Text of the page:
Green tea is supposed to be good for you and Tazo China Green Tips is supposed to be pretty good tasting, so I’ve been sipping a cuppa or two in the morning. Teabags are a spendy way to buy tea, so I’ve been buying half a kilo at a shot from cooking.com, storing it in glass jars, and teaspooning it into a tea ball infuser over the course of the next year.
This interesting additive appeared in one of my teaballs; fortunately I was awake enough to notice it before it wound up in hot water.
It looked pretty much like the hull of a generic Asian Garden Beetle, although we haven’t seen anything quite like it in our gardens. Not a big deal, as garden beetles are fairly inoffensive critters, but not something that should make its way into a bag of lah-dee-dah tea. On the other paw, it’s hard to filter stuff like that out of the stream.
Fought my way through the Flash-saturated Tazo site, sent a note to the Customer Service folks, eventually had a pleasant phone chat. After convincing her that I wasn’t rabidly angry and that it really was one of their beetles, she dispatched fifteen bucks worth of Starbucks gift card.
It seems Starbucks either owns Tazo, both of ’em are controlled by the same outfit, or something like that. She was in the Starbucks Customer Service chain o’ command, anyway.
So I picked up three boxes of Tazo tea bags at the local Starbucks: more China Green Tips and some Green Tea with Lemon Grass (which doesn’t appear on their website). Left me with three cents on the card; I’m not a regular customer, so it’s now in the pile of cards I use as measurement shims in the workshop.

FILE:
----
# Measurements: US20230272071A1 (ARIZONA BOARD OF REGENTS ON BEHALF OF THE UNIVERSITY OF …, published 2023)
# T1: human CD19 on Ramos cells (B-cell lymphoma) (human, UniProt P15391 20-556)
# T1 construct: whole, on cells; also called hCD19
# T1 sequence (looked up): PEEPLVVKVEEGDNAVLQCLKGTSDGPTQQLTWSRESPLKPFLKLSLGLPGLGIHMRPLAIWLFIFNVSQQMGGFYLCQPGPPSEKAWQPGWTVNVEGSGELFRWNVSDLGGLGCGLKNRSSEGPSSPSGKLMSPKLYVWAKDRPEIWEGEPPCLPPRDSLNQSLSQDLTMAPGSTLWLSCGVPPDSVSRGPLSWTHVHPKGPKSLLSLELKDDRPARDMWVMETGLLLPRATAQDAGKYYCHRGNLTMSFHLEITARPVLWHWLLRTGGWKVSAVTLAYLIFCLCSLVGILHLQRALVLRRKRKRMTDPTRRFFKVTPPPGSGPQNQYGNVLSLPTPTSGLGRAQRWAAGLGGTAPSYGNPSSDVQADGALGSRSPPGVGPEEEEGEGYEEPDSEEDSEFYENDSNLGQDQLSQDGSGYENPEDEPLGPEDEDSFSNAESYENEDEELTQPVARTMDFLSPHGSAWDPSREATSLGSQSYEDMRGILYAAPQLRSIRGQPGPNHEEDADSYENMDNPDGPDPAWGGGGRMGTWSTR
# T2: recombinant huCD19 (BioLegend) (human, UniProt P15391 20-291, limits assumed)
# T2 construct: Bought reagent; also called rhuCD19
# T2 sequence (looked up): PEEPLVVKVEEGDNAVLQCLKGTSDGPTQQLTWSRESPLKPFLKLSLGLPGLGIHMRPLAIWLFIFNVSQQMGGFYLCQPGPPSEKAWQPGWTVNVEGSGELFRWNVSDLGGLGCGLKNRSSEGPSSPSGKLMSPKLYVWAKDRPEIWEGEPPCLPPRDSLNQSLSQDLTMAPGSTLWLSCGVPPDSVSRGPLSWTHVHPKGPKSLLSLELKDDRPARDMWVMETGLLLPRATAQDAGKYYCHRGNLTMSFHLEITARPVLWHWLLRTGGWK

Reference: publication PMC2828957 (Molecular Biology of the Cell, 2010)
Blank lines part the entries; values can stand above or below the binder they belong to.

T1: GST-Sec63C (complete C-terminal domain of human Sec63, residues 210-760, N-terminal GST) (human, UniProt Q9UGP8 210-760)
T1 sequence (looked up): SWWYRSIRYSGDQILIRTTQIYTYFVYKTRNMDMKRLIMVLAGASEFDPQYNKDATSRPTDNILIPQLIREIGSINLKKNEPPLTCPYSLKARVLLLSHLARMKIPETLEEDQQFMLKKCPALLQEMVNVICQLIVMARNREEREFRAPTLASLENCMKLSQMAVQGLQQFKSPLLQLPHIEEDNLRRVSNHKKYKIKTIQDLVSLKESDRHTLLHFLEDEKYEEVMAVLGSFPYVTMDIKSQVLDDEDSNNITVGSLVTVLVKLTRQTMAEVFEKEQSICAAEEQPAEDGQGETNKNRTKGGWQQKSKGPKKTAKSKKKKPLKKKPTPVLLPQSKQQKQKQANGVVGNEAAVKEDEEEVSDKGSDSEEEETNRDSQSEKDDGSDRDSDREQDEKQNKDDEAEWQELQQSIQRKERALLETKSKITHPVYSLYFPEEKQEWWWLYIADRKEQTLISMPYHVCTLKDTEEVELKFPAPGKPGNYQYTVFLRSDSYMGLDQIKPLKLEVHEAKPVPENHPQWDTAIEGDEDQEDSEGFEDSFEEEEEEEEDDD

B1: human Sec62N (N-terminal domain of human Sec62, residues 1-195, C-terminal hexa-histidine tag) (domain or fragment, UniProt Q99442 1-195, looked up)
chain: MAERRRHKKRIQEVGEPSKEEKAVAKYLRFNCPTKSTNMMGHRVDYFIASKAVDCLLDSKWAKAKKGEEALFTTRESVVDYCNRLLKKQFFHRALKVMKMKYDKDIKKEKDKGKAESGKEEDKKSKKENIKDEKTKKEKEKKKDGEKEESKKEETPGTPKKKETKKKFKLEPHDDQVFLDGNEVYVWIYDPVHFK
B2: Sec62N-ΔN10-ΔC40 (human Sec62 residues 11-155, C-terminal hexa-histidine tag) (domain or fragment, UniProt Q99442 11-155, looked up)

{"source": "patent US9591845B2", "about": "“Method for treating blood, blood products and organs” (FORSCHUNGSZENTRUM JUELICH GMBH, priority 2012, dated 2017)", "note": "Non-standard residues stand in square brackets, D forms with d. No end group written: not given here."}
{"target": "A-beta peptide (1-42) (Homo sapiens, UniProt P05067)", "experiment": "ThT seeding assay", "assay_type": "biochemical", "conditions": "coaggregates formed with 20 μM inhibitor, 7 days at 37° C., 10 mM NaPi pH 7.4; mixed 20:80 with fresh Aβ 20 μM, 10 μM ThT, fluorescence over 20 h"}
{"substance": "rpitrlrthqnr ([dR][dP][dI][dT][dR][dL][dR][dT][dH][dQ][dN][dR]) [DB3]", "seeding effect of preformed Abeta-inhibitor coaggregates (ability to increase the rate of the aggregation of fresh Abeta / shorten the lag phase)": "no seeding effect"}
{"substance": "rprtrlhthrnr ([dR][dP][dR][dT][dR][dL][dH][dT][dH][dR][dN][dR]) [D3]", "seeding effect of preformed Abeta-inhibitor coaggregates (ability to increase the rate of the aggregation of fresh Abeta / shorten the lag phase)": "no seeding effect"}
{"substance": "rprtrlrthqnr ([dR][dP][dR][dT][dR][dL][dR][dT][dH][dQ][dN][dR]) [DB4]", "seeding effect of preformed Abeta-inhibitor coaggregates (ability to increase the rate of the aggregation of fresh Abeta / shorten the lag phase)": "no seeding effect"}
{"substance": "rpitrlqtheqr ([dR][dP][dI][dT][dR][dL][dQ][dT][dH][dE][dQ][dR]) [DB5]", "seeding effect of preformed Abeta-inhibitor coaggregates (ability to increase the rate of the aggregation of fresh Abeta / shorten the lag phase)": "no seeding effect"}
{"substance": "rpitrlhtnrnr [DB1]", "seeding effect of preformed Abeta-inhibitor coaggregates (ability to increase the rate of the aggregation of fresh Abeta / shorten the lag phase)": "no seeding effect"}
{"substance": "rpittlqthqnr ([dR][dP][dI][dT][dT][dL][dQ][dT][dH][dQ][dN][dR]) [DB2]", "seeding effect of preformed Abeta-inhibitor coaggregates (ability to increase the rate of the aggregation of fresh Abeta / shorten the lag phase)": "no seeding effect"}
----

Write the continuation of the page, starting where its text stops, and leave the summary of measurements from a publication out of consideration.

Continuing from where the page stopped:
I’d been adding lemon grass from our garden to the morning cuppa for a pleasant lemon scent. The Tazo version includes Lemon Verbena, some mint, and other flavors that cranked the scent up to 11 and the taste far into my ptui range. Unpleasant, indeed.
For what it’s worth, if you’ve tried & disliked other green teas, give Tazo China Green Tips a shot. It’s delicate and much better than the other (far cheaper) green teas I’ve tried; Salada Green Tea is particularly noxious.
One of the China Green Tips reviewers on cooking.com comments “I found a rather long, nasty, kinky hair … I was shocked. I threw out the whole bag … I was unable to drink tea for a week”.
Now, party people, I’m here to tell you that food just doesn’t pop out of the ground in a pristine state. Maybe it’s because we eat a lot of food from our own gardens, but passengers like that, let alone the odd hair, just aren’t an issue. Consider, for example, this critter that made it all the way into the house on some soybeans: he’s likely related to the Asian Garden Beetle family and not all that far back in their family trees.
If you want to really worry about something, ask yourself whether your tea grew downwind of, say, Zhejiang Happy Face Metal Refinery Complex Number Six. No way to tell about that, other than through a detailed chemical analysis of every cuppa.